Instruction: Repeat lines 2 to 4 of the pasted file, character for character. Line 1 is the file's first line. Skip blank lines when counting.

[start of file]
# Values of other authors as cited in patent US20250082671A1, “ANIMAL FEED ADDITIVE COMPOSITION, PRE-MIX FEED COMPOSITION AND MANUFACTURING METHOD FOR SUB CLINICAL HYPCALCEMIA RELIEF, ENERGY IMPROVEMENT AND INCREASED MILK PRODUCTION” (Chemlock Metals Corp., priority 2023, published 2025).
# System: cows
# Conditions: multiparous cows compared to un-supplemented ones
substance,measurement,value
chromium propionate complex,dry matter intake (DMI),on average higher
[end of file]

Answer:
# System: cows
# Conditions: multiparous cows compared to un-supplemented ones
substance,measurement,value